MEMBER for Mallee, Andrew Broad, has said that thousands of families across the Wimmera Mallee are set to beneﬁt as part of the Coalition Government’s reforms to child care and early learning that passed Parliament recently.
“One of the consistent messages I hear, when talking to families across our region, is that the costs of child care and early learning are so high, that for many families, it is simply not an option,” Mr Broad said.
“I know that families are under increasing pressure and when the early years and foundation learning of our children are being impacted, it’s time to say that clearly, our system is broken and as a Government, it is our job to fix it.
“Child care and early learning must be affordable, accessible and flexible for families living in regional Australia and the reforms that were passed, the biggest reforms to child care in 40 years, address this imperative.”
Across the Wimmera Mallee, statistics show that 5440 children are currently enrolled in approved child care and Mr Broad believes that the injection of an additional $1.6 billion into the child care system will leave many of the families already using child care better off, while enabling more families to finally see it as an option for their children.
“Our reforms are targeting our hardest working Australians, those working the most but earning the least and they will also encourage more people to either return to the workforce or increase their current work hours.”
The reforms come into effect from 1 July 2018 and there are three key features:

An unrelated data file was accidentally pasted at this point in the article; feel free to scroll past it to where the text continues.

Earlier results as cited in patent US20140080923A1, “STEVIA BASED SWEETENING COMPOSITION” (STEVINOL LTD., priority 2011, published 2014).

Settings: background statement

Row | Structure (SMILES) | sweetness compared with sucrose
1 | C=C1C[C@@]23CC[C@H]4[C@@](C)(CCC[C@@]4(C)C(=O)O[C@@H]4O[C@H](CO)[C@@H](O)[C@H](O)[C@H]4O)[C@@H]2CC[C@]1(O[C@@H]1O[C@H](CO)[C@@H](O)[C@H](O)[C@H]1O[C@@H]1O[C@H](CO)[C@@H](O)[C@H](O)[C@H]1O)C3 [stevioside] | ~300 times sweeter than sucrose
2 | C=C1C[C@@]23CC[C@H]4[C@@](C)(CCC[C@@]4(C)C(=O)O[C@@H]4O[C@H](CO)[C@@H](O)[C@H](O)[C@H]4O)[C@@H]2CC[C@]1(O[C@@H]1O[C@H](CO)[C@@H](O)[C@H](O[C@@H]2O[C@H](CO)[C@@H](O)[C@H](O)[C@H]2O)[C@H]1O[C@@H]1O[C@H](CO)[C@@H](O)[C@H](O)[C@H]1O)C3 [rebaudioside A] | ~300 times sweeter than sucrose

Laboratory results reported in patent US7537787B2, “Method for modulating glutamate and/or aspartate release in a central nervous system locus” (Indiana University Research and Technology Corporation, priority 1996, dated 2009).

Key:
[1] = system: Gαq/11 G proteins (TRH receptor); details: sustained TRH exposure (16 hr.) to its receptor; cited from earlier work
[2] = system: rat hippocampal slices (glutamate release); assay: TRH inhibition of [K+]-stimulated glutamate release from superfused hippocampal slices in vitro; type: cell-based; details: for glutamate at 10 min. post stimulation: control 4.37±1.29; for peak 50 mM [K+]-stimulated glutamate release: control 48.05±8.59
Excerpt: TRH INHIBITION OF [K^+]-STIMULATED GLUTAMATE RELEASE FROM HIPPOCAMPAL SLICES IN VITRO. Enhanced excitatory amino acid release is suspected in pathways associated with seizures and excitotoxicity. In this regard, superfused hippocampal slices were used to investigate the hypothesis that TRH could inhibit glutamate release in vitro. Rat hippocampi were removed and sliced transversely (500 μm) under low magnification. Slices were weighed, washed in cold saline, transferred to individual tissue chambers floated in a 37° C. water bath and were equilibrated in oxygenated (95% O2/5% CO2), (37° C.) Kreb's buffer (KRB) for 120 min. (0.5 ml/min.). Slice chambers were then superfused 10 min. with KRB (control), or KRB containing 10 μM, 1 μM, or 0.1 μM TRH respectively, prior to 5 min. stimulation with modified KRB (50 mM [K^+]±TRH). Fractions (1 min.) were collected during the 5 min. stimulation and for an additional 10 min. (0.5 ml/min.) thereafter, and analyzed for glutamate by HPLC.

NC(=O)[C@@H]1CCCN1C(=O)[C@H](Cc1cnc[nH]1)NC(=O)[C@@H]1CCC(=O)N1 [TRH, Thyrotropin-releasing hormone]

1. Better support for people working the most and earning the least. The changes simplify the current complicated rebate system by replacing payments with a single, means-tested Child Care Subsidy that boosts the current flat 50 percent rebate rate to 85 percent for hardworking families earning up to $65,710 and then tapers down to 20 percent for families earning more than $250,000 and cuts out for families earning more than $350,000. The reforms also introduce a three-step activity test with an entry point of four hours a week that gives families eligibility for 18 hours a week of subsidised child care. This will align hours of care with the combined amount of work, training, study, volunteering or other recognised activity being undertaken by parents.
2. Relief from the rebate cap. The $7500 rebate cap will be abolished to ensure families on incomes of $185,710 or less aren’t limited by a cap on the amount of child care they can access and the cap will be increased to $10,000 for families earning more than $185,710, overall offering relief to the approximately 100,000 families that hit the current $7500 rebate cap.
3. Downward pressure on incessant fee increases. The reforms introduce an ‘hourly rate cap’ on the subsidies the Government will pay that will set a benchmark price so Australians have a reference point to hold providers accountable and from which they can expect prices shouldn’t dramatically exceed. They will also slash red tape so services can be more flexible in the hours they deliver instead of the current system where families who routinely need and use only four, six or eight hours of care, are charged for 10 or 12 hours. Mr Broad said that as the reforms were being developed, special consideration was given to regional and rural early education and he looks forward to seeing families across the Wimmera Mallee benefi ting from the changes that he believes will encourage greater participation in paid work and better educational outcomes for young children across the region.